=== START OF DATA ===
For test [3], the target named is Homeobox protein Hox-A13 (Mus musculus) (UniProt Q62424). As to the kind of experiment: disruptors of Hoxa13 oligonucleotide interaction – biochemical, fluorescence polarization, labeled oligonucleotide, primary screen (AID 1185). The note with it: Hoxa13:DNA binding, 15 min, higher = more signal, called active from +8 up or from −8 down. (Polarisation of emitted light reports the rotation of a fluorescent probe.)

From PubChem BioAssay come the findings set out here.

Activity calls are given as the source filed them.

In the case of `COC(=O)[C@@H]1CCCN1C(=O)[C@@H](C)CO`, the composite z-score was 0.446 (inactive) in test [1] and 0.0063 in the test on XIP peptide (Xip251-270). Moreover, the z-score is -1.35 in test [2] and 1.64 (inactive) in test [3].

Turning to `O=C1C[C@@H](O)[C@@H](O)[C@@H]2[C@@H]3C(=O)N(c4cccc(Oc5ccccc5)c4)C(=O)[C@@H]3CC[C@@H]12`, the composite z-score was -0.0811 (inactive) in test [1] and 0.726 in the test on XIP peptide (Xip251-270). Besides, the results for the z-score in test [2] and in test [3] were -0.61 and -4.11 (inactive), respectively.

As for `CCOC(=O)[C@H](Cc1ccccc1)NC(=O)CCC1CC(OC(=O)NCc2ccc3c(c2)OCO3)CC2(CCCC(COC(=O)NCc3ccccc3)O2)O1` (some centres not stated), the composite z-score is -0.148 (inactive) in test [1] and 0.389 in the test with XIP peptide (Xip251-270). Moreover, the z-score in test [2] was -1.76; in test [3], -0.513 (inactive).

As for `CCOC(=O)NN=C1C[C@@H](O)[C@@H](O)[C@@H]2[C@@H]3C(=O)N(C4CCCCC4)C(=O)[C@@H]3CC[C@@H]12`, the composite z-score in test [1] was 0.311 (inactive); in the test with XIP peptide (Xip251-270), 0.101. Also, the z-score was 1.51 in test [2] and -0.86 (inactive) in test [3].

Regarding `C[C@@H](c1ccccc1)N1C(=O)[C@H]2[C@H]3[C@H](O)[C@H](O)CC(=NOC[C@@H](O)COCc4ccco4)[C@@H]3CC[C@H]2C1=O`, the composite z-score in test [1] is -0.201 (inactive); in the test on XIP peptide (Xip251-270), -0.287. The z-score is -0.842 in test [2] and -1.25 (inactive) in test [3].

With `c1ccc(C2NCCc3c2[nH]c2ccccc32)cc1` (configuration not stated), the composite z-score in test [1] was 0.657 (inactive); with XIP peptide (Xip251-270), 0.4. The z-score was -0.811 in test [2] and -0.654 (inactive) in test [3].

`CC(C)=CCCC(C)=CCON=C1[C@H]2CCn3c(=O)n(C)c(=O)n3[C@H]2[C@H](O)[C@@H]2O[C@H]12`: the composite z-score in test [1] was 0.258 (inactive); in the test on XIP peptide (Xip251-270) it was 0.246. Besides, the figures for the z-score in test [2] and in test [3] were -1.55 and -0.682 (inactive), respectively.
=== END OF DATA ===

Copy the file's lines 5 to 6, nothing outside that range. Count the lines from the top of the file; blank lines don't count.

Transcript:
Turning to `O=C1C[C@@H](O)[C@@H](O)[C@@H]2[C@@H]3C(=O)N(c4cccc(Oc5ccccc5)c4)C(=O)[C@@H]3CC[C@@H]12`, the composite z-score was -0.0811 (inactive) in test [1] and 0.726 in the test on XIP peptide (Xip251-270). Besides, the results for the z-score in test [2] and in test [3] were -0.61 and -4.11 (inactive), respectively.

As for `CCOC(=O)[C@H](Cc1ccccc1)NC(=O)CCC1CC(OC(=O)NCc2ccc3c(c2)OCO3)CC2(CCCC(COC(=O)NCc3ccccc3)O2)O1` (some centres not stated), the composite z-score is -0.148 (inactive) in test [1] and 0.389 in the test with XIP peptide (Xip251-270). Moreover, the z-score in test [2] was -1.76; in test [3], -0.513 (inactive).